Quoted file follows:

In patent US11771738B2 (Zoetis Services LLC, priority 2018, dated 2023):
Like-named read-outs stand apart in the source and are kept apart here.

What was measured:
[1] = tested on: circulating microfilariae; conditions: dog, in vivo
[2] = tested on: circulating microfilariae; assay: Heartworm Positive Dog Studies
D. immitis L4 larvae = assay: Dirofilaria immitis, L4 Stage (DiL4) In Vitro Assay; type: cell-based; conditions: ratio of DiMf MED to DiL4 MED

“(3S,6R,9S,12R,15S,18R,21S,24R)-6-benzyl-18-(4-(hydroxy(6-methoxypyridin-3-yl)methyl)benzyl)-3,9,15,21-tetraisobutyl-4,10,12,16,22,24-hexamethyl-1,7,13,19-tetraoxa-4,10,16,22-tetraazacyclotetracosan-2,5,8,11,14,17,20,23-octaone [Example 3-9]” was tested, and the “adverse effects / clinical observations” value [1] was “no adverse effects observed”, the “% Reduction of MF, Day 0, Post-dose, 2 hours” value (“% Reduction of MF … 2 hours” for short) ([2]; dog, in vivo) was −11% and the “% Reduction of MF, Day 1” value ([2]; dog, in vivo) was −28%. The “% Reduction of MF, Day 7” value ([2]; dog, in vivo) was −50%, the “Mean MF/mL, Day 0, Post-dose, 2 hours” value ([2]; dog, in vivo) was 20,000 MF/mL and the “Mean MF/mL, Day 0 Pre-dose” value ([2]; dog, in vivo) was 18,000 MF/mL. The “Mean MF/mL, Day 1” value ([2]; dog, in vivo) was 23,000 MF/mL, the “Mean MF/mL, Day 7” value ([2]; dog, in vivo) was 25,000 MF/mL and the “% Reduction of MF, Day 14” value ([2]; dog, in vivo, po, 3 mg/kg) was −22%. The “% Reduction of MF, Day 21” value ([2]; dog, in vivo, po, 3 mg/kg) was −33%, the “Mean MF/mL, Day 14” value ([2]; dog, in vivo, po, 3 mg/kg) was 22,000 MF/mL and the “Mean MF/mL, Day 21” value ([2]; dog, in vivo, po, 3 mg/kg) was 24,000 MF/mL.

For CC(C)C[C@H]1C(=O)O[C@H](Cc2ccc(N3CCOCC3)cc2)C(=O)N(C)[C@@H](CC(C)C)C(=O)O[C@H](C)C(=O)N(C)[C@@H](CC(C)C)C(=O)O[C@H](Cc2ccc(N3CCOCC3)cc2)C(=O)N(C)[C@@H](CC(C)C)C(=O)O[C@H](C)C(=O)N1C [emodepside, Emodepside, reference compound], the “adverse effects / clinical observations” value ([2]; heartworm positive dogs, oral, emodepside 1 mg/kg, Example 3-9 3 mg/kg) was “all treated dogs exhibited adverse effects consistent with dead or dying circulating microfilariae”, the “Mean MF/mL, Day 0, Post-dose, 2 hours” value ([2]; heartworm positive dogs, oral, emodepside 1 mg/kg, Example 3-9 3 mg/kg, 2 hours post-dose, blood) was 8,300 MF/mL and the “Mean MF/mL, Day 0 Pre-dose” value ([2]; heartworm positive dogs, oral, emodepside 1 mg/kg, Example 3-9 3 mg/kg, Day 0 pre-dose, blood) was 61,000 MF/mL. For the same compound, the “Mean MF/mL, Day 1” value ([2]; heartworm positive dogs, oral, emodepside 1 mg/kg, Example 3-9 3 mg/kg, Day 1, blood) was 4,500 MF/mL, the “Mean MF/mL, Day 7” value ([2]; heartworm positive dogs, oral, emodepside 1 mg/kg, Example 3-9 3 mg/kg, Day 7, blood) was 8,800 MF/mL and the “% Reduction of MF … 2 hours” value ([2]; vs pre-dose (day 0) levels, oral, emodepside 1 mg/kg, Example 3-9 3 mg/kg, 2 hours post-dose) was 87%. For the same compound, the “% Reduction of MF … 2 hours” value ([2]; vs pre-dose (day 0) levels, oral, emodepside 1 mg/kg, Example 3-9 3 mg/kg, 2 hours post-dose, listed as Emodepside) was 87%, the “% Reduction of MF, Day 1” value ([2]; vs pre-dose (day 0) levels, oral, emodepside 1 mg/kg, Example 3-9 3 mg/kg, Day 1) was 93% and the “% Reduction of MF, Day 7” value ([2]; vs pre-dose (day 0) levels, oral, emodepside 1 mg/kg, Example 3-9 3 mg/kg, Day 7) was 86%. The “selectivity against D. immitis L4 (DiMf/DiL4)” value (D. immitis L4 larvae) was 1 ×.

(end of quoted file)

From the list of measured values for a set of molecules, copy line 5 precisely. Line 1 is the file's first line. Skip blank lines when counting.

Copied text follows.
[2] = tested on: circulating microfilariae; assay: Heartworm Positive Dog Studies